Global assets shaken by China market turmoil – FT.com

Global markets were in tumult on Thursday after attempts by Chinese authorities to support share prices and the currency raised fresh questions about their ability to manage a slowdown in the world’s second-largest economy. The Shanghai stock market

US bond yields sound warning on economy – FT.com

The US government bond market is blowing raspberries at the Federal Reserve. This could indicate trouble ahead for the American economy. Last month, the Fed lifted interest rates for the first time in nine years, and short-term bond yields have duly

Kindle

Global Financial Literacy: The Haves and Have-Nots

A new survey by the S&P organization—the S&P Global FinLit Survey—measured financial literacy across a wide spectrum of countries around the world.  More than 150,000 randomly selected individuals in 140 countries were asked to answer five multiple-choice questions regarding investment diversification, the ability of income to stay on par with spending (or vice versa), interest payments and compounding investment returns.  If individuals could correctly answer three out of the five questions, they were deemed to be financially literate.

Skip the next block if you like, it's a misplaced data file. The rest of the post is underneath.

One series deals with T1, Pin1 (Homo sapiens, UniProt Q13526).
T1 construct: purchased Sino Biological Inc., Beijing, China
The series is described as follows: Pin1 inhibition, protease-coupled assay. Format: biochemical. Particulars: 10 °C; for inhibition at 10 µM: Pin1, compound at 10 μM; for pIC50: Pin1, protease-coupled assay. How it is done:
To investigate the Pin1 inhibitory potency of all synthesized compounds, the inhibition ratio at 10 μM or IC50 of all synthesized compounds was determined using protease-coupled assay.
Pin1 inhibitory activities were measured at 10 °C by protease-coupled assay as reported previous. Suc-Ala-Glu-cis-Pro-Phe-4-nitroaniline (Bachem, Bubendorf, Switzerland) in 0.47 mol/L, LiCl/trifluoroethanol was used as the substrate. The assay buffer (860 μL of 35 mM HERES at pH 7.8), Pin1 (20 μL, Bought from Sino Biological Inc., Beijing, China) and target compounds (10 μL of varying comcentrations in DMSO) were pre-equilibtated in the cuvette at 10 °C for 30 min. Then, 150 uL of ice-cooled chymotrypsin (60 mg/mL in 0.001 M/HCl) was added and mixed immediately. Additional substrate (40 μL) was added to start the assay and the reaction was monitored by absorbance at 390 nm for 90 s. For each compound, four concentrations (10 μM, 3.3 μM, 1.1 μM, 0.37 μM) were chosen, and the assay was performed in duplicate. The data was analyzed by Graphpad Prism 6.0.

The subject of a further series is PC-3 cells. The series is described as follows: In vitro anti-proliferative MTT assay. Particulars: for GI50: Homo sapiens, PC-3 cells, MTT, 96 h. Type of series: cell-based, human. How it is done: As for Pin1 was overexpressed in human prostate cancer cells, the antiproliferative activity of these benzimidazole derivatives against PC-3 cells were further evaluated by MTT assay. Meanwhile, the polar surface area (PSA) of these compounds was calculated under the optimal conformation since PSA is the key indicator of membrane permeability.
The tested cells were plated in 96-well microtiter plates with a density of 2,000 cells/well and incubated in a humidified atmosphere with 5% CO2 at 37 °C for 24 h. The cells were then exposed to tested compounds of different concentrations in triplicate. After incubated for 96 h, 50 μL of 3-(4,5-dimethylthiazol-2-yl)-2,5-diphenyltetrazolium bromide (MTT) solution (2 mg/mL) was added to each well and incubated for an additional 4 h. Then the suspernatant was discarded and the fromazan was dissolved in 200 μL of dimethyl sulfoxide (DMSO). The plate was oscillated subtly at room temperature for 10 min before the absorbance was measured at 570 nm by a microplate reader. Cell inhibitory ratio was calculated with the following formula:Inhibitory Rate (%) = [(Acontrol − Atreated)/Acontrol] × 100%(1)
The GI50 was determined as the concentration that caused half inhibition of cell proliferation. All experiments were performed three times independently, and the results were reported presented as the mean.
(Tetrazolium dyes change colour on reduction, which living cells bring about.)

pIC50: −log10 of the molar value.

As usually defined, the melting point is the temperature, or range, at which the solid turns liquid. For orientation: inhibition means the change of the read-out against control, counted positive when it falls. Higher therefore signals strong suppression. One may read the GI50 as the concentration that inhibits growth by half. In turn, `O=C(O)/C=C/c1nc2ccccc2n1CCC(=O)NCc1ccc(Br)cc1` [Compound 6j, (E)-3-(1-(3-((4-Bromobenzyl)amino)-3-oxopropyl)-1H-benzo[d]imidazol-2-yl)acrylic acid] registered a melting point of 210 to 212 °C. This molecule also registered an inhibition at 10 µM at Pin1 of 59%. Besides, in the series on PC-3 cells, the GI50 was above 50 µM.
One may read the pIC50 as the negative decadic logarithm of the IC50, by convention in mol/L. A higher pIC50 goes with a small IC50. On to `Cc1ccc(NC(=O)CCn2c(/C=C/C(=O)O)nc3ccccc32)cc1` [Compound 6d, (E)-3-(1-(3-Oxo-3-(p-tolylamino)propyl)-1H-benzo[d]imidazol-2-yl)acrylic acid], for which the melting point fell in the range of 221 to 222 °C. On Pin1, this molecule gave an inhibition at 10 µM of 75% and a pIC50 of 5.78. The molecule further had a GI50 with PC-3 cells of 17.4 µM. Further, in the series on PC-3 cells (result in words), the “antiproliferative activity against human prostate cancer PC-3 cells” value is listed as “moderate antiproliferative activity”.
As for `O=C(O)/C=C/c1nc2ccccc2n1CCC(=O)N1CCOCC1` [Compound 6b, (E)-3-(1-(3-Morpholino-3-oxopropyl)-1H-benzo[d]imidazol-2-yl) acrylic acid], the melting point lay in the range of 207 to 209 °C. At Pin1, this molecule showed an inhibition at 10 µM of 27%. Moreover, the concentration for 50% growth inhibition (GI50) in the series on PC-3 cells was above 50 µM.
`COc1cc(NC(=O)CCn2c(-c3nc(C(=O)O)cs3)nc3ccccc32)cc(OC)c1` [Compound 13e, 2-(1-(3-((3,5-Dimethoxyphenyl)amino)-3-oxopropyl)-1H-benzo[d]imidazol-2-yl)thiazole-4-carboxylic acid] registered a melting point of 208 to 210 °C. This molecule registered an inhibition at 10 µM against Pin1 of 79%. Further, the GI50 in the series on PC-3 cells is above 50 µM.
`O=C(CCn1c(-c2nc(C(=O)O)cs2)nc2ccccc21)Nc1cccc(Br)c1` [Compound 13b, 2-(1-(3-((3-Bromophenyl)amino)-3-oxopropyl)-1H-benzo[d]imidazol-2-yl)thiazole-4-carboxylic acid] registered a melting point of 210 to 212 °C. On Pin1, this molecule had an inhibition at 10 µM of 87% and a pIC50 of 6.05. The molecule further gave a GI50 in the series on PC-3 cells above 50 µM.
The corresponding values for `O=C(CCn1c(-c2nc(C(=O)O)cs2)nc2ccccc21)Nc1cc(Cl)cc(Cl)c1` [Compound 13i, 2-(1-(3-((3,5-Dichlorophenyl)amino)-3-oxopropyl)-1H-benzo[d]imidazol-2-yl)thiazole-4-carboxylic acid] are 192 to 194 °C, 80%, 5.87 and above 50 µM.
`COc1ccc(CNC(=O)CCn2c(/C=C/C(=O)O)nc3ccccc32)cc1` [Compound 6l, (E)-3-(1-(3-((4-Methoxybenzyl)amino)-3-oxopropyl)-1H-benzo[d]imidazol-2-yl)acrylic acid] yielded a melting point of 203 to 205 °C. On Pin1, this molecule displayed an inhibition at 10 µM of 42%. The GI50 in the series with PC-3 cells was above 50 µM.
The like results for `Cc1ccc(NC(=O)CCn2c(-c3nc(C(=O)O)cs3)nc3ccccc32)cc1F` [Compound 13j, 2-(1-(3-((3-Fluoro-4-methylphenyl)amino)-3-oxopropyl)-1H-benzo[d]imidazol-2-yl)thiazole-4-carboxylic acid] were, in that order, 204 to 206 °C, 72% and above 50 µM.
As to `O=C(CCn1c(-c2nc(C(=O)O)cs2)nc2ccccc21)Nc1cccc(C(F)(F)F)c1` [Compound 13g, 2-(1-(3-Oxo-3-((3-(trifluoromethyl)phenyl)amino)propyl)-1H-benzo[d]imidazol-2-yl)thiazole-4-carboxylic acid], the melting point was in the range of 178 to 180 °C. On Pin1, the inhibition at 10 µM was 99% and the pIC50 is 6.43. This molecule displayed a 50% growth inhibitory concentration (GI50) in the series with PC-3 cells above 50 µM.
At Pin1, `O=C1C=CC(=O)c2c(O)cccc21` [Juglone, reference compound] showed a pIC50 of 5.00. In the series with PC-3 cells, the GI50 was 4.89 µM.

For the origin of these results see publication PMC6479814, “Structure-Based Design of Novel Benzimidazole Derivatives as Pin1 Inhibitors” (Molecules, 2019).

So how did we do?  Only 57% of the Americans surveyed were able to correctly answer three out of the five questions.  But as you’ll see from the accompanying chart, that put the U.S. in the upper echelon of nations overall, ranking number 14 behind Finland (#10), Australia (#9), Germany (#8), the Netherlands (#7), the UK (#6), Canada (#5), Israel (#4) and the three top-scoring countries: Sweden, Denmark and Norway—all Scandinavian, which probably means they cheat by actually including financial literacy in their regulator educational curriculum.